The former Finance Minister P. Chidambaram slammed Prime Minister Narendra Modi for remarking demonetisation as a "bitter" medicine to get rid of black money. Chindambaram claimed that it destroyed the Micro, Small and Medium Enterprises (MSME) and now the government wanted RBI to revive the sector.
The finance minister and RBI governor used to work closely when the UPA was in power unlike under the current government, Congress leader P Chidambaram said Wednesday, picking on Modi dispensation over its rocky ties with the central bank.
He also questioned the government's high GDP growth number when vital economic indicators like household savings, industrial credit, export growth, the value of rupee and creation of employment had slowed down as "never before".
The former Finance Minister also took strong exception to remarks reported in the media of an unnamed government functionary who had said that government had acquired primacy on policy matters vis-a-vis the Reserve Bank of India.
"The difference between the UPA government and the NDA government with regard to the relation between the finance minister and the RBI governor is the finance minister and the governor used to talk to each other practically every week, meet each other practically every month and work closely with each other in the IMF meetings, in the World Bank meetings and on many other occasions.
"In the NDA, they don't work with each other. That's the difference. There has always been a government point of view and an RBI point of view," he told journalists.
Chidambaram, a former union finance minister, however, said there never came a situation before when section 7 of the RBI Act was threatened to be imposed or the central bank's
board had to meet for 9 hours.
The RBI board had a marathon 9-hour meeting Monday amid its standoff with the government over alleged interference in the functioning of the central bank on a host
of issues including sharing of surplus reserves.
There were reports that the government had referred to a never-used clause of the RBI Act directing the central bank to implement its wishes. Under Section 7 of the Reserve Bank
of India Act of 1934, a direct order can be issued by the government to the central bank to carry out its wishes in "public interest".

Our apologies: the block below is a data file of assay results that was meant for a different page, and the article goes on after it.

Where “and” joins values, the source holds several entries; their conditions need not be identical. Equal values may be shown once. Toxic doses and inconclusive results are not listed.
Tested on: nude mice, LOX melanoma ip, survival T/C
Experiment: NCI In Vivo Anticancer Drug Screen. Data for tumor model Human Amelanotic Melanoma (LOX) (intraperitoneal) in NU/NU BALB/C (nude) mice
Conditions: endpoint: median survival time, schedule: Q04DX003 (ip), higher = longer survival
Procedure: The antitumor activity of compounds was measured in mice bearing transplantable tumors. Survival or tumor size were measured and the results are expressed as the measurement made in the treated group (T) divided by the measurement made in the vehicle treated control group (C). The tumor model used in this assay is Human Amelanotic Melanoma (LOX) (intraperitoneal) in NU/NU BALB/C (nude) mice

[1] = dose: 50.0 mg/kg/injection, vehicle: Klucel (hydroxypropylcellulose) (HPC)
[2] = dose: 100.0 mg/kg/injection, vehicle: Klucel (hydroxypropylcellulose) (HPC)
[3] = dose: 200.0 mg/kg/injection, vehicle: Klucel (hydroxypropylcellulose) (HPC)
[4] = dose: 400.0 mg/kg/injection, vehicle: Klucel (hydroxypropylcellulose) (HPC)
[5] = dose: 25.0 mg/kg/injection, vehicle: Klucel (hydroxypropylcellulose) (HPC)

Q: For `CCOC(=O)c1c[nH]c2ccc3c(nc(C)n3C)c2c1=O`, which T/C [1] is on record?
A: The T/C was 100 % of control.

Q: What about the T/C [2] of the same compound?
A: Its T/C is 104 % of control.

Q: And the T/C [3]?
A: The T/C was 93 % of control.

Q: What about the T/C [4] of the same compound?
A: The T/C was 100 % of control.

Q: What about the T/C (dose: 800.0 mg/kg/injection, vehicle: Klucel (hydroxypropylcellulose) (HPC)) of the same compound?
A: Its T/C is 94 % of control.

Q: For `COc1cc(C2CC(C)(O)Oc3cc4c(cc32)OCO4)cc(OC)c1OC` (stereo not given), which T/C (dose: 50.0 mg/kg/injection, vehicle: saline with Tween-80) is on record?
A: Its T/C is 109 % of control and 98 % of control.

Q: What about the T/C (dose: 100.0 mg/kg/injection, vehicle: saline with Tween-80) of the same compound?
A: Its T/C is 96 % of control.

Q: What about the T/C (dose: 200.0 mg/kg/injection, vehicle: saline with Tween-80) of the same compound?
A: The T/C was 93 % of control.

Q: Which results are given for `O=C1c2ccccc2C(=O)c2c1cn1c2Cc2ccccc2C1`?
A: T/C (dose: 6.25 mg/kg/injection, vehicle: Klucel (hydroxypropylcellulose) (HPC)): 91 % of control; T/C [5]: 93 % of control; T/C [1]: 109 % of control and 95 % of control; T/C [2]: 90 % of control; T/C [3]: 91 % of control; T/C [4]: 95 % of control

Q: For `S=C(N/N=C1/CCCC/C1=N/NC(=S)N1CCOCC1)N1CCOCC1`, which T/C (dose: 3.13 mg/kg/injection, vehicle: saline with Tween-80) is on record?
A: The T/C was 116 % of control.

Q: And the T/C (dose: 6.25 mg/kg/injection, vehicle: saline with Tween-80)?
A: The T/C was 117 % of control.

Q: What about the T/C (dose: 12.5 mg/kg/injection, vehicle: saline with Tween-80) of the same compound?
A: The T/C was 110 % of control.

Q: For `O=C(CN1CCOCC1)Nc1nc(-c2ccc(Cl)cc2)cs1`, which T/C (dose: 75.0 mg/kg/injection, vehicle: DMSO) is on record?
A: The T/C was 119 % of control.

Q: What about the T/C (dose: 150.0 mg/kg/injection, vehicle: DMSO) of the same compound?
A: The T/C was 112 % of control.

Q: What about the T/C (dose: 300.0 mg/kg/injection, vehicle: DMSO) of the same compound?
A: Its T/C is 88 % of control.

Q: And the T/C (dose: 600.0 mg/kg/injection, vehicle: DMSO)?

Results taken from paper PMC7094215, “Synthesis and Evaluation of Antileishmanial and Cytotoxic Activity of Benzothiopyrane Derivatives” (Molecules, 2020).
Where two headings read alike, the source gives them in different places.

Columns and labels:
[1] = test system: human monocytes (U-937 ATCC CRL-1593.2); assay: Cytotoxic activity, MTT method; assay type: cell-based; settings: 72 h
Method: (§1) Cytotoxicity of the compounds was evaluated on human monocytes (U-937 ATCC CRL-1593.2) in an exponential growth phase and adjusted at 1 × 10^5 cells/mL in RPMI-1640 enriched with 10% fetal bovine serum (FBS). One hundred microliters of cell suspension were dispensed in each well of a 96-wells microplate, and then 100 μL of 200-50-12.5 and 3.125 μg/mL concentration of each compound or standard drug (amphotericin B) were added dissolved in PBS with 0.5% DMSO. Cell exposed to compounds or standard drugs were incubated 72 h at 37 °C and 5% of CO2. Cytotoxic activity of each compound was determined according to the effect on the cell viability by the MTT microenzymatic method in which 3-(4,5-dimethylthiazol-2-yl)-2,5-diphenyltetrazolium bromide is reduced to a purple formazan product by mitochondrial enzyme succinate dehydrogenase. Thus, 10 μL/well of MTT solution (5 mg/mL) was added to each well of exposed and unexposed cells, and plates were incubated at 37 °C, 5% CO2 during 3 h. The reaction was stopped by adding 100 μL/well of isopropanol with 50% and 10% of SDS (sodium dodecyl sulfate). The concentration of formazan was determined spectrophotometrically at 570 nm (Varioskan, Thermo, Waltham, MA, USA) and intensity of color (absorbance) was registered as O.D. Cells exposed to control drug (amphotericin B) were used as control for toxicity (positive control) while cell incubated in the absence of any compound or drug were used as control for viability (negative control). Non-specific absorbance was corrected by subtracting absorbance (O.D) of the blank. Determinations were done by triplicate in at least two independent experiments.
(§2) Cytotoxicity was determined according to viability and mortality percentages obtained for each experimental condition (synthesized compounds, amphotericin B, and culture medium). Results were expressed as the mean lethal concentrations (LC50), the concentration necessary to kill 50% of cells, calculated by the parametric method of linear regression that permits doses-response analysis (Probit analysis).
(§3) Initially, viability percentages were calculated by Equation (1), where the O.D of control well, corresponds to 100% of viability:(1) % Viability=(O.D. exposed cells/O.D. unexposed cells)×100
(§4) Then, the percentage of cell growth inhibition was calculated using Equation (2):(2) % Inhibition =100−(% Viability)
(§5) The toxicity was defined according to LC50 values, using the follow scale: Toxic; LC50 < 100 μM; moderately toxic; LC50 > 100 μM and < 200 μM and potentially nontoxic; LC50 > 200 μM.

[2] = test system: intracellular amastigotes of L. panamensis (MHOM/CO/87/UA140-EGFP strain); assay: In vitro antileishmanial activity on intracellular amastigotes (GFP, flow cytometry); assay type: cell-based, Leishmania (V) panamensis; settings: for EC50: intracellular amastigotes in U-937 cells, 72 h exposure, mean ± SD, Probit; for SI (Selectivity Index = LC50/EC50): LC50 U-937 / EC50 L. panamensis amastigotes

Chidambaram accused the government of "meddling" with the methodology of calculating the GDP numbers. He said despite the economy "limping" along at a growth rate of less
than 5 per cent under the impact of demonetisation and a "flawed" GST, the government had ramped it up to 7 per cent.
The Congress leader attacked Telangana's TRS government, and asked caretaker Chief Minister K Chandrasekhar Rao to explain the reasons for the failure to implement its
poll-time promises of providing three acres of agricultural land to each dalit family, constructing 22 lakh double bedroom houses for the poor and 12 per cent job quotas for religious minorities and scheduled tribes.
"None of these major promises have been delivered. This state of economy in Telangana is best captured by one number. After five years of TRS government Telangana has a
debt of 2.2 lakh crore," he said.
Talking about attempts to forge a broad-based anti-BJP front of opposition parties, the Congress veteran said it was only natural as the BJP-led government at the Centre was
"off the track and taking India in the wrong direction".
"We don't look at the differences. We look at commonalities (for cobbling together an opposition coalition)," he said.
The RBI board on Monday decided to form an expert committee to examine the economic capital framework of the central bank to decide the amount of reserves it can maintain, handing over the balance to the government.
(With inputs from agencies)